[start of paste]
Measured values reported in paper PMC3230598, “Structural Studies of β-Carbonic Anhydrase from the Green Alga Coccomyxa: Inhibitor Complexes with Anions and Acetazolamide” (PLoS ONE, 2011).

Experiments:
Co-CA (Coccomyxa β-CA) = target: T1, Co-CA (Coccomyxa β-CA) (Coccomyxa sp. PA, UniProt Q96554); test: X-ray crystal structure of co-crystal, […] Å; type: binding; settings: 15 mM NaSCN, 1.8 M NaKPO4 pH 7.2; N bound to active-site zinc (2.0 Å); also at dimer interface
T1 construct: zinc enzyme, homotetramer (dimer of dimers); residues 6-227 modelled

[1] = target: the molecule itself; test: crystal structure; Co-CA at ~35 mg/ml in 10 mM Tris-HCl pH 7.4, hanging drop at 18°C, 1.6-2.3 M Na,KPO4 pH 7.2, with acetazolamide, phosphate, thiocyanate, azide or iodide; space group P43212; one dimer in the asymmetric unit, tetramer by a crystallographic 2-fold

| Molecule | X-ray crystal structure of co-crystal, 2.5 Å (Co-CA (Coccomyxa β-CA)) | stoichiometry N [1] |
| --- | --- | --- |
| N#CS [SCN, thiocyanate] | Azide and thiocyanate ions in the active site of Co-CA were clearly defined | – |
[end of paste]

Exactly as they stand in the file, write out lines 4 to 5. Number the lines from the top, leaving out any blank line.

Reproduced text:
T1 construct: zinc enzyme, homotetramer (dimer of dimers); residues 6-227 modelled

[1] = target: the molecule itself; test: crystal structure; Co-CA at ~35 mg/ml in 10 mM Tris-HCl pH 7.4, hanging drop at 18°C, 1.6-2.3 M Na,KPO4 pH 7.2, with acetazolamide, phosphate, thiocyanate, azide or iodide; space group P43212; one dimer in the asymmetric unit, tetramer by a crystallographic 2-fold